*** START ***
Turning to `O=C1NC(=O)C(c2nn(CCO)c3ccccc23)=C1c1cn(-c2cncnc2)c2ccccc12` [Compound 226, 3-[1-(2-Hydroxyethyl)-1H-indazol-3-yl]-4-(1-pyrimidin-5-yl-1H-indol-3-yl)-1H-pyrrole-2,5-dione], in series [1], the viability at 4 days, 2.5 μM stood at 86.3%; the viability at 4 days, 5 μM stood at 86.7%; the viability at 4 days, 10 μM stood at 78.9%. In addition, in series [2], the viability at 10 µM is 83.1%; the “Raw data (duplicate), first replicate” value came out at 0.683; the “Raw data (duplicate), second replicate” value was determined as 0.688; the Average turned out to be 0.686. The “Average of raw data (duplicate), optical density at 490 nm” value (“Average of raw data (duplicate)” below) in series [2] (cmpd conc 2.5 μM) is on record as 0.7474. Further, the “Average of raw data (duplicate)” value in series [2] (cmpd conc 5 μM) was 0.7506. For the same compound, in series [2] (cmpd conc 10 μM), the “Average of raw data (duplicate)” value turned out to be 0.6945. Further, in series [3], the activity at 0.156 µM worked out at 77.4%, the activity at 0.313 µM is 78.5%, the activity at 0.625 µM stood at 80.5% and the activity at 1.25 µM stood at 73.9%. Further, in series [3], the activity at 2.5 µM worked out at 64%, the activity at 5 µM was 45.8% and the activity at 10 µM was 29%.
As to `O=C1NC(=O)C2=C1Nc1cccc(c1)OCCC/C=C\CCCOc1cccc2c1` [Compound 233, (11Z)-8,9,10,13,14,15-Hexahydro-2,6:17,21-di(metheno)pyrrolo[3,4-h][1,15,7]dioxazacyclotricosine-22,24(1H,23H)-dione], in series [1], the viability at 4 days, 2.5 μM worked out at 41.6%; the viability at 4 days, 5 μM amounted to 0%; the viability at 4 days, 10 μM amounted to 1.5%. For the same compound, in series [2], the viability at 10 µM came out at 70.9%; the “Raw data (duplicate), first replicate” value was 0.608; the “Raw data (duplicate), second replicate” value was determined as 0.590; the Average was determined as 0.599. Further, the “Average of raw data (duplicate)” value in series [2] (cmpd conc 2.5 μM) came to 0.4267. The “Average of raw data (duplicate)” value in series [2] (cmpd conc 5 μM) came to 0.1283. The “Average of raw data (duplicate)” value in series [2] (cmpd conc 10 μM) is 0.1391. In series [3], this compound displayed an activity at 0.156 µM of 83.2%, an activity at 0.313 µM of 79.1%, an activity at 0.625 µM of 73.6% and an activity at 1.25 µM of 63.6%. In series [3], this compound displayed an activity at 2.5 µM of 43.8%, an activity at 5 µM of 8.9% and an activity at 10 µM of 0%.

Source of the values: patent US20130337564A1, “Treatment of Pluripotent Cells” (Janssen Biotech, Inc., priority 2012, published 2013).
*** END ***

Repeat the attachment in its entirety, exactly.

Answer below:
Turning to `O=C1NC(=O)C(c2nn(CCO)c3ccccc23)=C1c1cn(-c2cncnc2)c2ccccc12` [Compound 226, 3-[1-(2-Hydroxyethyl)-1H-indazol-3-yl]-4-(1-pyrimidin-5-yl-1H-indol-3-yl)-1H-pyrrole-2,5-dione], in series [1], the viability at 4 days, 2.5 μM stood at 86.3%; the viability at 4 days, 5 μM stood at 86.7%; the viability at 4 days, 10 μM stood at 78.9%. In addition, in series [2], the viability at 10 µM is 83.1%; the “Raw data (duplicate), first replicate” value came out at 0.683; the “Raw data (duplicate), second replicate” value was determined as 0.688; the Average turned out to be 0.686. The “Average of raw data (duplicate), optical density at 490 nm” value (“Average of raw data (duplicate)” below) in series [2] (cmpd conc 2.5 μM) is on record as 0.7474. Further, the “Average of raw data (duplicate)” value in series [2] (cmpd conc 5 μM) was 0.7506. For the same compound, in series [2] (cmpd conc 10 μM), the “Average of raw data (duplicate)” value turned out to be 0.6945. Further, in series [3], the activity at 0.156 µM worked out at 77.4%, the activity at 0.313 µM is 78.5%, the activity at 0.625 µM stood at 80.5% and the activity at 1.25 µM stood at 73.9%. Further, in series [3], the activity at 2.5 µM worked out at 64%, the activity at 5 µM was 45.8% and the activity at 10 µM was 29%.
As to `O=C1NC(=O)C2=C1Nc1cccc(c1)OCCC/C=C\CCCOc1cccc2c1` [Compound 233, (11Z)-8,9,10,13,14,15-Hexahydro-2,6:17,21-di(metheno)pyrrolo[3,4-h][1,15,7]dioxazacyclotricosine-22,24(1H,23H)-dione], in series [1], the viability at 4 days, 2.5 μM worked out at 41.6%; the viability at 4 days, 5 μM amounted to 0%; the viability at 4 days, 10 μM amounted to 1.5%. For the same compound, in series [2], the viability at 10 µM came out at 70.9%; the “Raw data (duplicate), first replicate” value was 0.608; the “Raw data (duplicate), second replicate” value was determined as 0.590; the Average was determined as 0.599. Further, the “Average of raw data (duplicate)” value in series [2] (cmpd conc 2.5 μM) came to 0.4267. The “Average of raw data (duplicate)” value in series [2] (cmpd conc 5 μM) came to 0.1283. The “Average of raw data (duplicate)” value in series [2] (cmpd conc 10 μM) is 0.1391. In series [3], this compound displayed an activity at 0.156 µM of 83.2%, an activity at 0.313 µM of 79.1%, an activity at 0.625 µM of 73.6% and an activity at 1.25 µM of 63.6%. In series [3], this compound displayed an activity at 2.5 µM of 43.8%, an activity at 5 µM of 8.9% and an activity at 10 µM of 0%.

Source of the values: patent US20130337564A1, “Treatment of Pluripotent Cells” (Janssen Biotech, Inc., priority 2012, published 2013).